Reviewed by Deborah Klugman
Shoplifters, from Japanese writer/director Hirokazu Kore-Eda, won the Palm D’Or in Cannes in 2018, and for good reason; it’s a sad, tender, funny and eloquent rendering of the human condition and the bonds people forge to help them get by.
Drawing comparisons to British director Mike Leigh with his spotlight on working-class Brits, Kore-Eda’s film focuses on an impoverished family living on the margins of Japanese society, outliers in a system as callously indifferent to impoverishment as our own.
Not that the members of this family are paragons of virtue. Osamu (Lily Franky), the dad, is a tall lanky enigma of a man with a face that’s difficult to read and an amoral predilection for petty crime. In the film’s first sequence, he and his handsome pre-teen son Shota (Jyo Kairi) are working a market — collaborating, via secret signals and choreographed moves, to purloin groceries and other household items which they’ll take back to their ramshackle residence. Here they live with Osamu’s wife Nobuyo (Ando Sakura), her younger sister Aki (Mayu Matsuoka) and elderly Grandma (Kirin Kiki), whose government pension helps sustain all of them. Besides shoplifting, Osamu occasionally works as a day laborer; Nobuyo is employed in a laundry, while Aki services men over the internet with cooing words and naughty glimpses.
One day Osamu and Shota come upon a little girl (Miyo Sasaki) alone outside in the cold and rain. Osamu, moved by her plight, decides to take her home. There she is fussed over, fed and given warm clothing. Grandma attends to disturbing wounds and scars revealed about her body. The family deliberates what to do; the girl appears abused, but they are afraid to keep her least (being the marginalized and suspect citizens that they are) they be charged with kidnapping should someone comes looking.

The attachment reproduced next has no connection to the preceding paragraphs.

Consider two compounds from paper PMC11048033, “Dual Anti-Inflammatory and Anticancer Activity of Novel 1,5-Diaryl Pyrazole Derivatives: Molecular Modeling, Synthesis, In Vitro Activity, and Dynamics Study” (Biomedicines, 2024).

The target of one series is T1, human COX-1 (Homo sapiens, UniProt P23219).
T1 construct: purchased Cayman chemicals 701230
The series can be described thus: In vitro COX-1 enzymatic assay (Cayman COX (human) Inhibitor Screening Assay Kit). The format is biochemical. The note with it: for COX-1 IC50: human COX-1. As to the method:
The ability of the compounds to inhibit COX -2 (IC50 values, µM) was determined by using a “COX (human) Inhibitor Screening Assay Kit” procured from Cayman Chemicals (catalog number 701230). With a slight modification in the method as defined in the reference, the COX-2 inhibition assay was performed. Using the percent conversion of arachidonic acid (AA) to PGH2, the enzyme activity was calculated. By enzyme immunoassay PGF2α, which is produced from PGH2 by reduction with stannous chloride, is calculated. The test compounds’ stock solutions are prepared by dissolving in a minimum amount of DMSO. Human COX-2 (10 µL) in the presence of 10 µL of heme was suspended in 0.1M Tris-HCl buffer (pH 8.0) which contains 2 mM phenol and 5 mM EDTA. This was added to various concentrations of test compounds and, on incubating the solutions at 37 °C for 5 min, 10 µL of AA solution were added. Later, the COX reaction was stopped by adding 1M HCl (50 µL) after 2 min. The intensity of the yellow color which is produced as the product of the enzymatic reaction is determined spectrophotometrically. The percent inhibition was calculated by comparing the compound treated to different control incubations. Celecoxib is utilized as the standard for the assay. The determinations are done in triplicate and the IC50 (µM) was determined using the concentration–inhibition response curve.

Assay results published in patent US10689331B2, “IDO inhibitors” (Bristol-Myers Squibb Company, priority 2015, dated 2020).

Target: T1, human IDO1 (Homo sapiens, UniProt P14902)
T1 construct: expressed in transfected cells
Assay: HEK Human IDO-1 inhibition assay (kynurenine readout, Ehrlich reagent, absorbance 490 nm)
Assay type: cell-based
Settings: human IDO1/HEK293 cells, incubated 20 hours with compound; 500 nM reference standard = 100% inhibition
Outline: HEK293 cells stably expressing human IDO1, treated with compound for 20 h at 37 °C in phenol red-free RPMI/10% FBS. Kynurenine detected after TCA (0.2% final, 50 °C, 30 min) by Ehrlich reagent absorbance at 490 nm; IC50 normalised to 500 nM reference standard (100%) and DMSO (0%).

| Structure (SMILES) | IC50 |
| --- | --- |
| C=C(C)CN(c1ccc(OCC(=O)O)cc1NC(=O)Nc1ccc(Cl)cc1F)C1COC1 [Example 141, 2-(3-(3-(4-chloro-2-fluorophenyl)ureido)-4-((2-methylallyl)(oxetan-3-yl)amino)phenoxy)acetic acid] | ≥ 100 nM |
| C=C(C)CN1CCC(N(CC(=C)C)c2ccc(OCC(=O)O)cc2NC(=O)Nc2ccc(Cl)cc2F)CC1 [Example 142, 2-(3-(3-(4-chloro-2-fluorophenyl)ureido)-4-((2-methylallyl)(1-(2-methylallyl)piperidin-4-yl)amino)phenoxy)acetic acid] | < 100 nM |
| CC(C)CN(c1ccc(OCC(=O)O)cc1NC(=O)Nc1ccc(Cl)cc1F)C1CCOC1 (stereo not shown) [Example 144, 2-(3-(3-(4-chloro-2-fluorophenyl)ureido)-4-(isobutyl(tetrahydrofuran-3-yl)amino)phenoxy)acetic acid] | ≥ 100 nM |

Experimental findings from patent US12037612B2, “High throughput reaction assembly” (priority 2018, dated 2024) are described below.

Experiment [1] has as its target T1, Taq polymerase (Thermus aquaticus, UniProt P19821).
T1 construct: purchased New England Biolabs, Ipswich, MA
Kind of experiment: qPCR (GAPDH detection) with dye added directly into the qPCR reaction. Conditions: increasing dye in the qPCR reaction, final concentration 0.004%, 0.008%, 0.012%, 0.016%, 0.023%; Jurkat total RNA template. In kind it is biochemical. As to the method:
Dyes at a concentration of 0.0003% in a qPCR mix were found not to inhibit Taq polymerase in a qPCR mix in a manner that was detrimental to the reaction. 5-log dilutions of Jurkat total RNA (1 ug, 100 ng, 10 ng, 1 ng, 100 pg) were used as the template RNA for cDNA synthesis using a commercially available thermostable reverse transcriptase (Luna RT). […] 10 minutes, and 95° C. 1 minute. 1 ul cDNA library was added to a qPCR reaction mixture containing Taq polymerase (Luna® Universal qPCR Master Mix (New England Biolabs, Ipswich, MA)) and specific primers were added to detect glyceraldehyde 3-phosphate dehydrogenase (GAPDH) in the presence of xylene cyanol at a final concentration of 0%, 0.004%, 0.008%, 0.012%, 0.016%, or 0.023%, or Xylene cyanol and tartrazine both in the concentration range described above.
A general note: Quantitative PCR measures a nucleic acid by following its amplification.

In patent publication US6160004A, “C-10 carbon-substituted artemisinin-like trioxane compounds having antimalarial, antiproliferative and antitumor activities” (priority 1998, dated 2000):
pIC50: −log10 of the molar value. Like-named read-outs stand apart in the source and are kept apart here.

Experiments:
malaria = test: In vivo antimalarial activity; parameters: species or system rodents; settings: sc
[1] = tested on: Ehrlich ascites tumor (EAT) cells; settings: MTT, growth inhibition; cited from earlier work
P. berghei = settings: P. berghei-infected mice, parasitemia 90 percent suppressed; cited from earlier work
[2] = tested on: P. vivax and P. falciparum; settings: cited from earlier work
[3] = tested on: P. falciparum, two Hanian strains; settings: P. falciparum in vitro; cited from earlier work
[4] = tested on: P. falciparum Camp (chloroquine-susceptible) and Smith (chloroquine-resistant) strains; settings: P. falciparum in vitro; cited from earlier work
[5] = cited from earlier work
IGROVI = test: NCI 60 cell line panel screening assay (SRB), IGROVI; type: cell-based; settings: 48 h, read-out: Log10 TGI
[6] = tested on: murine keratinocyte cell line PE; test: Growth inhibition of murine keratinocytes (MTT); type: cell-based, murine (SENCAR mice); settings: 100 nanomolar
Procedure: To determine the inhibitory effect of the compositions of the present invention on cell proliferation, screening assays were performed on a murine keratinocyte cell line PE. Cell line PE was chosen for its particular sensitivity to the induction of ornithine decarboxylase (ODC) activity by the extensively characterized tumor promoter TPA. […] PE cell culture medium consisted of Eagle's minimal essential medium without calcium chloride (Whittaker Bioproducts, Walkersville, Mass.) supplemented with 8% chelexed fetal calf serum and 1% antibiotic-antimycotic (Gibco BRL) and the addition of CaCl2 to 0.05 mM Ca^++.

When they do try to return her, sounds of violence from inside her living quarters prompt a change of heart. Back home, they cut her hair, steal her some new clothes and change her name to Ren. Soon Ren is tracking Shota like a baby goose after its mother, absorbing the basics of petty theft. Otherwise, feeling loved, safe and protected, the once withdrawn child blossoms. Seasons pass — then, an unexpected event prompts the revelation of multiple secrets and the unraveling of the lives of everyone, with unhappy consequences.
Up until its last 20 or 30 minutes, Shoplifters moves at an unhurried pace, one in which portraiture is more central than plot, while the portrait’s frame — the lot of the underclass in Japan — is its own revelation. It’s an intense glimpse into an unfamiliar tier of Japanese society — all the more compelling because, as we observe this odd fractious collection of individuals, we’re made privy to the depths of generosity beneath the loose-ended chaos of their lives. When the mood of the film shifts, we’re caught up in a gripping scenario, with a catharsis that mirrors an underlying tempest not only for this Japanese family, perhaps, but for dispossessed families anywhere.
**OFFICIAL SELECTION – 2018 Cannes Film Festival – Winner: Palme d’Or** **OFFICIAL SELECTION – 2018 Telluride Film Festival** **OFFICIAL SELECTION – 2018 Toronto International Film Festival** **OFFICIAL SELECTION – 2018 New York Film Festival**
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